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Every employer is required, by law, to have a Disciplinary Procedure in place.
  • It allows for warnings to be given for failure to meet service standards of job performance, conduct and attendance.
  • A breach of the employee's terms and conditions of employment may also prompt disciplinary action.

Disciplinary Policy

As well as helping employees to achieve and maintain high standards of conduct, the Disciplinary Policy is also used for dealing with misconduct and gross misconduct.

Adherence to the Stages in a Disciplinary Procedure

A Disciplinary Procedure has a number of stages to go through, from informal through to formal and it is very important that these stages are adhered to.

In the informal stage an issue is highlighted to the staff member and they are informed that if the situation arises again, or there is no improvement in performance, conduct etc, the formal disciplinary process will be invoked.

In the formal stage there are usually a number of levels of warnings in the formal process from a verbal warning to a number of written warnings leading to dismissal.

Employers should refer to the LRC Code of Practice on Grievance and Disciplinary Procedures.

In summary
  • You MUST have a Disciplinary Policy in place
  • You must adhere to the principles of natural justice
  • The Disciplinary Policy can be used for a number of different performance and conduct issues
  • Formal warning should never be issued without following due process and considering the employee's case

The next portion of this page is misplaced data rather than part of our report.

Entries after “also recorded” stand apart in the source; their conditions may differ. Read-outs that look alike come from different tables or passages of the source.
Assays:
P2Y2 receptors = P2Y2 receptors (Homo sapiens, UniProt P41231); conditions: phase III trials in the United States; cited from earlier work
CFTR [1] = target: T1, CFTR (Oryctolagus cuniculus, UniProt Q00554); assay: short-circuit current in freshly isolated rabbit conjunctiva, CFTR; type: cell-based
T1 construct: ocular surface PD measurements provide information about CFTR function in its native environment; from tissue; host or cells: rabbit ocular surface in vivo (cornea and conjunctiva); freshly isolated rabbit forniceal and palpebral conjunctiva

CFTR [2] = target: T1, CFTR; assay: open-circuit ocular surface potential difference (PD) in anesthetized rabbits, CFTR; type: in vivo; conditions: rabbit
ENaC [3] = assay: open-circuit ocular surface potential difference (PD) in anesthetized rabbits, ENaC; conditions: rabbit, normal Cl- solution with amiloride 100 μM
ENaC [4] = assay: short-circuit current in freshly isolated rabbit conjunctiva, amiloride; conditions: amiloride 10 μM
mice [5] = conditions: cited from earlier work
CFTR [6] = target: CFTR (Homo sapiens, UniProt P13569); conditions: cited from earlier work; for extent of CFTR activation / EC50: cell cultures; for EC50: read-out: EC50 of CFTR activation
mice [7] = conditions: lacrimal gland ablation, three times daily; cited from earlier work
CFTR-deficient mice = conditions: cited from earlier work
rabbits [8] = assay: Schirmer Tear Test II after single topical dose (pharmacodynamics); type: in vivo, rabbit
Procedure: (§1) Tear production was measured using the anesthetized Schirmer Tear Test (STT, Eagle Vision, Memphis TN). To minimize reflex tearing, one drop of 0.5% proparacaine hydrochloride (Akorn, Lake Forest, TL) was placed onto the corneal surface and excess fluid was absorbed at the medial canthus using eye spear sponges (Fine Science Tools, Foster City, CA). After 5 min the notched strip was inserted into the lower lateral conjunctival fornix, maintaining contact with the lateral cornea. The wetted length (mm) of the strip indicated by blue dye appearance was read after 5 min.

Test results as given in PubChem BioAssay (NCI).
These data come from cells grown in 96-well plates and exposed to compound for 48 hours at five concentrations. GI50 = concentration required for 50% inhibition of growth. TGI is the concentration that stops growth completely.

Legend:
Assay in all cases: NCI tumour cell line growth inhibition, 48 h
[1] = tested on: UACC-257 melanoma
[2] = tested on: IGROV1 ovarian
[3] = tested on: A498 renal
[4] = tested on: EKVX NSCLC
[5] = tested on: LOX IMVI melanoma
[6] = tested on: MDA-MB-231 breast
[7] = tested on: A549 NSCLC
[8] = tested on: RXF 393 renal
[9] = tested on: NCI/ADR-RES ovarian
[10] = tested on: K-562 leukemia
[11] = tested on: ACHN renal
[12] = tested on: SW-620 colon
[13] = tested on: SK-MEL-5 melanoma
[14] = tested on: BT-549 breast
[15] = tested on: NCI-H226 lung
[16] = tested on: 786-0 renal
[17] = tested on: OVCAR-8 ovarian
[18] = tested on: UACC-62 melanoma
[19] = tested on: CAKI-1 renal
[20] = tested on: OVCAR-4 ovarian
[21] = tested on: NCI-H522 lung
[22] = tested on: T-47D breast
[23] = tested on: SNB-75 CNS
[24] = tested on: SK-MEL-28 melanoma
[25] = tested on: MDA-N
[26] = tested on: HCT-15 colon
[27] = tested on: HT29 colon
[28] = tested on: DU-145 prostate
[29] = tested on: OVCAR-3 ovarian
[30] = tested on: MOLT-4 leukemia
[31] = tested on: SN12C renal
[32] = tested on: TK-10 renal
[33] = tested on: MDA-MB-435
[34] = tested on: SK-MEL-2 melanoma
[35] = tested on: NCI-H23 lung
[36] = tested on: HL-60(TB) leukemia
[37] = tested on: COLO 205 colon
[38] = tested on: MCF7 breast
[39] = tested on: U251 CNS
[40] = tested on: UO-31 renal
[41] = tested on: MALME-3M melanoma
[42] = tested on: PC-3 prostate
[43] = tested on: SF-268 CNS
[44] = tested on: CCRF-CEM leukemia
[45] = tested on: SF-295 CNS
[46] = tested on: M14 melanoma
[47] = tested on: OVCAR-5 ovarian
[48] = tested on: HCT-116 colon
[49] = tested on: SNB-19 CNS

• An employee has the right to appeal at any stage of the process - it is useful to become familiar with the appeal process
  • Employees must have the right to representation


  1. Employees should be given a summary of the main areas of complaint before a meeting
  2. Managers must act consistently, objectively and reasonably when dealing with any disciplinary issues
  3. Managers can invoke the procedure at any stage for more serious offences so that it would not always be necessary to go through all stages of a procedure before leading to a final warning or dismissal
  4. The level of warning issued to the employee will depend on the information obtained through the investigation and the subsequent disciplinary hearing. Warnings should only be given to employees following this process

Both employers and employees need to be aware of what constitutes misconduct and gross misconduct, some examples of which are (this list is not exhaustive):

  1. Failure to comply with a reasonable request
  2. Undertaking work in conflict with the employer
  3. Repeated breach of policies and procedures
Gross Misconduct
  1. Allegation of abuse against a child
  2. Breach of confidentiality
  3. Submitting or entering of false information or misleading information
  4. Abusive or insulting behaviour and/or language to fellow workers
  5. Abusive or insulting behaviour and/or language to fellow workers
  6. The taking of or being under the influence of alcohol or un-prescribed drugs during working hours